On the other end, platform holders like Apple and Microsoft are creating their own retail presences that have become far more profitable on a square-foot basis while Best Buy’s store sales comped down 4% in December – during the company’s most important season. Throughout store-level reorganizations in the late 00s, the company moved further toward a ubiquitious blue shirt that could assist with anything in the store (similar to how their smaller stores operate), but in their attempt to empower CEO Brian Dunn’s* vision of a ‘Connected World’ – their newest overarching strategy of connecting devices together with services – they’ve removed the specialty experience from their own specialty.

The past decade hasn’t been kind to the Minnesota-based retailer’s ability to produce unique retail concepts, with the failure of its Escape (gaming lounge) and Studio D (female lifestyle) pilots – their specialized Appliance training program was also rolled back. There is a shining hope in their Mobile/cell phone sales division, borrowed from their partnership with British retailer Carphone Warehouse, which the company admitted help save their bacon over the holiday. The irony here is that they’ll be producing more specialty Mobile stand-alone stores in the upcoming year while their big box operations become more homogeneous.

The company also restructured its international expansions – once a major plank of the $80 billion plan – by nixing its two new test stores in Turkey and all of its branded operations in China. The lesson is that the retailer failed to do enough research in these foreign markets, hoping that these new audiences would adapt to their own American model instead. Best Buy also started new lines of private label items – from CD wallets to TVs – but while some have succeeded (Insignia) others have failed to catch on (their late-to-the-game Napster MP3 service purchase).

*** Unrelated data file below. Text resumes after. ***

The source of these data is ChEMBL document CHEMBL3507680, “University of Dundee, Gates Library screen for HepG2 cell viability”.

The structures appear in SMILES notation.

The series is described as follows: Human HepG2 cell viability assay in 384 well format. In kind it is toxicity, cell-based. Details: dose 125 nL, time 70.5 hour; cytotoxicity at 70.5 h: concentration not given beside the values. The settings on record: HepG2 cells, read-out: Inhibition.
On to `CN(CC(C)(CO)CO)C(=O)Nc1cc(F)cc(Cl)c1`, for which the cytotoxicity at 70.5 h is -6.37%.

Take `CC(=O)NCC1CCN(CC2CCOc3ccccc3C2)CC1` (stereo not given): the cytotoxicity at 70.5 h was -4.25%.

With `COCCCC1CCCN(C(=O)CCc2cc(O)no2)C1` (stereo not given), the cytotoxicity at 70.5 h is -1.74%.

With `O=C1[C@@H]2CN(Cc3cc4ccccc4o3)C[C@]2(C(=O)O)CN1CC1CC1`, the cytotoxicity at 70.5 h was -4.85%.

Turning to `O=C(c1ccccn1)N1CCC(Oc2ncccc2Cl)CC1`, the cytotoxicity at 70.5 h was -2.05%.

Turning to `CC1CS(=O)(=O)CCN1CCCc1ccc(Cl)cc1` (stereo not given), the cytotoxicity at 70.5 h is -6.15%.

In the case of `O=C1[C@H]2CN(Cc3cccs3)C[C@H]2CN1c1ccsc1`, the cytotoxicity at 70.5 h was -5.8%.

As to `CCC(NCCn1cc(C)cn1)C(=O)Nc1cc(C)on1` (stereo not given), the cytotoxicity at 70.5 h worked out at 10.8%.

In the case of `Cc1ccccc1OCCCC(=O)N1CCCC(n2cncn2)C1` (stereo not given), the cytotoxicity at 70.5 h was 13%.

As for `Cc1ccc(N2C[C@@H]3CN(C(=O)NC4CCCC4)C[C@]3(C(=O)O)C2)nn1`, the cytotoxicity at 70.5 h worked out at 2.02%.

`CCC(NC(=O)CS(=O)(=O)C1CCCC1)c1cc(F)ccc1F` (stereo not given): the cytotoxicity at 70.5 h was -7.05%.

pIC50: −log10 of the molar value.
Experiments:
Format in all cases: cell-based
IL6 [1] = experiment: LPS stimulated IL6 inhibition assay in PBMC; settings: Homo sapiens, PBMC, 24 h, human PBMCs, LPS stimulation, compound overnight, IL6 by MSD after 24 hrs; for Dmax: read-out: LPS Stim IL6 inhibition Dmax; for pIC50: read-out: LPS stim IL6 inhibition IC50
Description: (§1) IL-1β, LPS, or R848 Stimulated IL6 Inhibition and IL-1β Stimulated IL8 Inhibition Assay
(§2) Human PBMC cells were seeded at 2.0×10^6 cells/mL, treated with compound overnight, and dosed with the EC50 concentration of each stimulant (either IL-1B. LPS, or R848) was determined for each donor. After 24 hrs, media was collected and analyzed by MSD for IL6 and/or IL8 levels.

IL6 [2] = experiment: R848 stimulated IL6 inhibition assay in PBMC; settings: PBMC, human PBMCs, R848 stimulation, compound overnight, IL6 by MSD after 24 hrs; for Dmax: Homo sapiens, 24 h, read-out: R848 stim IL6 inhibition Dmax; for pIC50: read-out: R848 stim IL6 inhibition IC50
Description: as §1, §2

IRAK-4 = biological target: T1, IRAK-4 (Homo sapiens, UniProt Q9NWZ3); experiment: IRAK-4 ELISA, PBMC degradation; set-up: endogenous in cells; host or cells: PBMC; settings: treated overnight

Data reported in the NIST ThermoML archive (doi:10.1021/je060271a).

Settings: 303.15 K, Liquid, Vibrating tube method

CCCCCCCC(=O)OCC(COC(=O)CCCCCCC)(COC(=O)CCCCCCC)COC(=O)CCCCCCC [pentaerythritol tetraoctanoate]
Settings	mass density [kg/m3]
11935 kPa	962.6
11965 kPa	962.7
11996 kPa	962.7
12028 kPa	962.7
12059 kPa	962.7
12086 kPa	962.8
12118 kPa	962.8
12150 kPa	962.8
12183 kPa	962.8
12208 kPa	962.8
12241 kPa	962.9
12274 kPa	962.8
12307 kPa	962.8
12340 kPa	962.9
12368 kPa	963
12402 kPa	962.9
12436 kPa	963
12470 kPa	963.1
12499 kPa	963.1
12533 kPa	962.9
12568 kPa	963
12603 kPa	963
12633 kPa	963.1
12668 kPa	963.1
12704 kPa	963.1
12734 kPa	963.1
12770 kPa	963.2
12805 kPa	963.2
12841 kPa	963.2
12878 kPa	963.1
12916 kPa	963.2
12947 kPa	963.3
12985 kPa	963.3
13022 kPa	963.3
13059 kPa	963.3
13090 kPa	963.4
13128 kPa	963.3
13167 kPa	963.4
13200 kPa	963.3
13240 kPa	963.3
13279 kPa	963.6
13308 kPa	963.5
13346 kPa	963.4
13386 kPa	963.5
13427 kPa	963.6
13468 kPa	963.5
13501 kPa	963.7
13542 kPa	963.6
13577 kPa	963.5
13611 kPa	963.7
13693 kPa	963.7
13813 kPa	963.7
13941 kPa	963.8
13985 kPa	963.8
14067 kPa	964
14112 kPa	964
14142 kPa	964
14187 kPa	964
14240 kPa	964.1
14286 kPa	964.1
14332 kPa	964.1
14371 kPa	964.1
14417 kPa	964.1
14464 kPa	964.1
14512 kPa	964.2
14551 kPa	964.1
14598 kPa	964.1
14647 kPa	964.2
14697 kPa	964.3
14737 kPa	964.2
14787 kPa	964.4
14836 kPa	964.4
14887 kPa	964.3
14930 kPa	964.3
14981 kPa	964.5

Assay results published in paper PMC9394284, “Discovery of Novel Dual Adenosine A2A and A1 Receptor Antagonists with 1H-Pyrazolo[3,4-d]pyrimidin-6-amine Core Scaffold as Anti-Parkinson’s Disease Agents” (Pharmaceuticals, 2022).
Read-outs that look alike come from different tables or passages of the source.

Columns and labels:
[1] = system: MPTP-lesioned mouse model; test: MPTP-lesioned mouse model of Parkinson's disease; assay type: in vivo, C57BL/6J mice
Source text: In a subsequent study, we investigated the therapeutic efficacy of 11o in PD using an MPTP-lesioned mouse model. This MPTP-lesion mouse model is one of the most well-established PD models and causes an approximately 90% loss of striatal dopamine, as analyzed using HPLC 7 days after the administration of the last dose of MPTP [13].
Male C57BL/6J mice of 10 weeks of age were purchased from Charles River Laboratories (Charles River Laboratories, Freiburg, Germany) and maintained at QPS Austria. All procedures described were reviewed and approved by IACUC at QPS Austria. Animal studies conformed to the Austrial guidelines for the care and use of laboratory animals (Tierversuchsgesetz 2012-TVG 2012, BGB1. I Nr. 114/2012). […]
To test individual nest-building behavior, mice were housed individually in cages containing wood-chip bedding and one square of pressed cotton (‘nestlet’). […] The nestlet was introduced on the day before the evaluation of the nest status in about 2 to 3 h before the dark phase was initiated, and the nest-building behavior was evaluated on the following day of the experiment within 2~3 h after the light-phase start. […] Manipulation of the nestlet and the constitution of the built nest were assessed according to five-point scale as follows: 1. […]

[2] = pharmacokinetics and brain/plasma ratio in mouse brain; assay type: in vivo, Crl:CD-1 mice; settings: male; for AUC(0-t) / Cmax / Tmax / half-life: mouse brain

While Best Buy has embraced social media through Facebook and Twitter (I mean, it is the company selling many of the devices used to access them), they’ve been used primarily for marketing purposes – under the advice of their agency BBDO. While the Twitter-based “Twelp Force” is an army of blue shirts ready to assist consumers with their needs, its paltry 33,000 followers (for an initiative that featured TV spots) underlines their lack of commitment to social media as a means of communicating directly with the customers; the company can literally talk to consumers wherever they’re at and they are completely missing the opportunity. All of this is beside the mention of the publicity they received for nearly firing an employee out of Kansas City after he producing last year’s hit “iPhone 4 vs. EVO” video. All of us can understand the need to control the message their employees are giving, but shouldn’t they be focusing on store level disparagement instead? (That employee left the company on his own accord, by the way.)

The Solution

Somewhere deep within Best Buy’s corporate office – colloquially known as ‘the Crawlers’ for their similarity to the Jawa sandcrawlers from Star Wars – there are thousands of employees working urgently, in good times and bad, to ensure the success of the enterprise. The problem is that an enterprise-wide change on the scale of Best Buy’s doesn’t come easily or pain-free. This is how I see it:

Rather than trying to make the big box smaller, start with small boxes and grow them. Stop homogenizing your work force’s expertise (especially in larger, 45-60k stores) and split the divisions back into specialties. Shell out for specialty workers. Quit going half-way in your ventures: two rows of CDs in your stores are useless when you can’t find anything you want to listen to; not finding the video games I want on any visit I make to the store is a frustrating experience. Split off your car installation efforts in markets that appreciate the modifications. You’re already seeing the light with stand-alone Geek Squad and Mobile stores, keep going in that direction – if you have to shutter a few big boxes in the process, we’ll understand, as will your shareholders. These boxes don’t need to be Escape/Studio D different, but Best Buy needs to regain the trust of its tech-savvy customers, who will pay any amount for the latest and greatest, from Amazon, Newegg, and other flash sale sites.